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Jovial Recipes

Tour an einkorn farm with our founder

When my husband and I had the idea of growing einkorn wheat, there was very little of this grain being cultivated worldwide, so we had to coordinate the farming ourselves. Our search led us to this farm, where they had been growing ancient varieties of oats, barley, emmer, lentils, and chick peas for over thirty years. They  had never planted einkorn before, and now, only a few years later, we are working together on this project in a perfect partnership committed not only to what we are growing, but how we grow it. I can’t tell you how much respect and admiration I feel for this farm!

Today in late July, our ancient einkorn wheat is being harvested here and we are very thankful for another great year and a fine harvest. The best days on the job for me are the days I spend at the farm. As consumers, we don’t always have the chance to consider the farm behind the food, so I love to share these moments with you so you can feel a connection with the real people that make this beautiful dream a reality.  Without you, we would not have the opportunity to support this truly sustainable farm and do what feels right. Thanks so much for your continued support.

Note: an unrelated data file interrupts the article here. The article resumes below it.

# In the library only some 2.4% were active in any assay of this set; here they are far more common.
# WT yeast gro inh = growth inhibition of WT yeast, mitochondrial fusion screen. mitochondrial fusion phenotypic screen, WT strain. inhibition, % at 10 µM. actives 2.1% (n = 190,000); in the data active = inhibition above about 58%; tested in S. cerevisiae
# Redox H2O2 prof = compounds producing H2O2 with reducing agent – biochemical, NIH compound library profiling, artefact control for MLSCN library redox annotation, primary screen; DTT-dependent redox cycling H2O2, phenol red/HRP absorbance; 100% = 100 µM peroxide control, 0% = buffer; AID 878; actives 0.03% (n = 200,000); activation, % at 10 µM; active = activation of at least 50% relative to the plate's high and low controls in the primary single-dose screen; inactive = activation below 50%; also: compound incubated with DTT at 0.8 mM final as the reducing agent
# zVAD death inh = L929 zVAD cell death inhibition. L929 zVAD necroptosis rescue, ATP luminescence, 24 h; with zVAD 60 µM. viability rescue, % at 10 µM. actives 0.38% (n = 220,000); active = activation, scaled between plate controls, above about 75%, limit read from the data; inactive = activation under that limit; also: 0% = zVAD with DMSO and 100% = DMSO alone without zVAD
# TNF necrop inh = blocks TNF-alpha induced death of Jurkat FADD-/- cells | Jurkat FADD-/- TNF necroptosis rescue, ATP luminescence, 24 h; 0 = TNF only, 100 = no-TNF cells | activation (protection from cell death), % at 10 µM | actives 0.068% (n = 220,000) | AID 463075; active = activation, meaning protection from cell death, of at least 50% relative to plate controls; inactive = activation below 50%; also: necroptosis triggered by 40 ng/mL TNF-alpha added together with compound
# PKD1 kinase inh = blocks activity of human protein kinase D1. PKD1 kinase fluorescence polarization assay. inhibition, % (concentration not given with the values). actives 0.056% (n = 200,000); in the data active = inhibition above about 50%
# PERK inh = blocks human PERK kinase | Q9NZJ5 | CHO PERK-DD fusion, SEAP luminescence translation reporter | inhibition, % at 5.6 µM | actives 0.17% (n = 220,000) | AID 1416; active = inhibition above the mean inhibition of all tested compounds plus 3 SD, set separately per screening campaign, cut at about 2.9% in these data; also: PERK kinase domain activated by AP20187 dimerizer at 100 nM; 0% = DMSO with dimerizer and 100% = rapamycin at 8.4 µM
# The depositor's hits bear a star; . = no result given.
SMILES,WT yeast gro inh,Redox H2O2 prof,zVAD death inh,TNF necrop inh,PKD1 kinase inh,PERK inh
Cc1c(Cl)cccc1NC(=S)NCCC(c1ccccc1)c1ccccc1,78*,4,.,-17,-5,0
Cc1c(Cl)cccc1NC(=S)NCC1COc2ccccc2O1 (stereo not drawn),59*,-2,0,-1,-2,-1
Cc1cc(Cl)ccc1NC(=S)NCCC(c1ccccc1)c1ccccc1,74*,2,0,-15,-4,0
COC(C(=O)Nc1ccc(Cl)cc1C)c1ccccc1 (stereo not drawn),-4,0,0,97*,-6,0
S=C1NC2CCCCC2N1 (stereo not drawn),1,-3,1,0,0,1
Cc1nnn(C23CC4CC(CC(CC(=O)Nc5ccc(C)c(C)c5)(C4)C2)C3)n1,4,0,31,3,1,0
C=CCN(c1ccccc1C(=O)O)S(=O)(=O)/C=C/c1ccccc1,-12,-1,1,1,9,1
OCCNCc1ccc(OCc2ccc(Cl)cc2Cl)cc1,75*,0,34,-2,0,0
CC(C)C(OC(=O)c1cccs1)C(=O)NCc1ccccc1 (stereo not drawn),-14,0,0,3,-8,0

Thanks again!




4 Responses to Tour an einkorn farm with our founder

  1. dymphna says:

    We are so grateful to have einkorn flour available. I thought our wheat days were over. It’s *still* a grain so our consumption is limited, but at least it’s not inflammatory like the modern hybrids.

    It’s good to know your harvest is going well. Here there is drought everywhere and the corn crops are ruined. I don’t eat corn -another gmo hazard – but I do feel sorry for the farmers who have to gamble with Mother Nature each year.

    This time she hit hard: the driest season in 56 years. Yet my friends in England are complaining about the loss of their berry crops due to endless rain.

    The Karma Dude’s little joke just to keep our attention…

    • jovial says:

      One of the reasons we wanted to plant einkorn was that it was not traded as a commodity on the market. Fair price paid to the farmer each year, without the swings of the market. The dryness in the Midwest will now cause the cost of wheat, corn and soy to go up all over the world. The reality is, the farmers are not getting rich on that. Thanks and let’s hope you get rain soon. Good luck.

  2. Steven King says:

    Loved the video and would like to try a half acre plot of Einkorn here is South Carolina USA. Do you sell the seed for growing?

    • jovial says:

      Unfortunately, we do not have seed. For now, we only grow einkorn in Italy where the season is really dry, ensuring a good clean grain at harvest.

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